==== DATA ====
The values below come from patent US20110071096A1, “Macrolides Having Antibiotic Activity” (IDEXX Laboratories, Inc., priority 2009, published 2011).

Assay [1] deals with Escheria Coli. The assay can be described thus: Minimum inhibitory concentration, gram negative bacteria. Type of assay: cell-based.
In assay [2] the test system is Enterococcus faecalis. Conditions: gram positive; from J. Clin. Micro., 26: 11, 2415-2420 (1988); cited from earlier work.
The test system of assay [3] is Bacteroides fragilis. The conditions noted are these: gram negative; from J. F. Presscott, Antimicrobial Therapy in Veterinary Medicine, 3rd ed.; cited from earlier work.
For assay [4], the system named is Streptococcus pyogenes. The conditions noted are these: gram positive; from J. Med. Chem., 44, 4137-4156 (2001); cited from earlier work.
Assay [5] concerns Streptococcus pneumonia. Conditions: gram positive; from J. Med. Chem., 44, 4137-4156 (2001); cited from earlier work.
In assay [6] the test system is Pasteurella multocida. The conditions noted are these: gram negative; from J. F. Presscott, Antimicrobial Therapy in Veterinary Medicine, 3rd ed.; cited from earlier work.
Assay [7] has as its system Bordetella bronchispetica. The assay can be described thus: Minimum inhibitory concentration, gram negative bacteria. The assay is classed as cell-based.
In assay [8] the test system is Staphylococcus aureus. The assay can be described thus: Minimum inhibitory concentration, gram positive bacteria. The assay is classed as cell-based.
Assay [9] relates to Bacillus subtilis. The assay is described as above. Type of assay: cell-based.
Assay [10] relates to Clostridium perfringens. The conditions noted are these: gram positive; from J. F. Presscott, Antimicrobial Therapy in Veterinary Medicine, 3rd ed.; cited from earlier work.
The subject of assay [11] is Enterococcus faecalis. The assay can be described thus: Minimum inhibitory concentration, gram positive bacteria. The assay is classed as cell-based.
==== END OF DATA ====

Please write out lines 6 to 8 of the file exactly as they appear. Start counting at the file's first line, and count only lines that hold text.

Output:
Assay [5] concerns Streptococcus pneumonia. Conditions: gram positive; from J. Med. Chem., 44, 4137-4156 (2001); cited from earlier work.
In assay [6] the test system is Pasteurella multocida. The conditions noted are these: gram negative; from J. F. Presscott, Antimicrobial Therapy in Veterinary Medicine, 3rd ed.; cited from earlier work.
Assay [7] has as its system Bordetella bronchispetica. The assay can be described thus: Minimum inhibitory concentration, gram negative bacteria. The assay is classed as cell-based.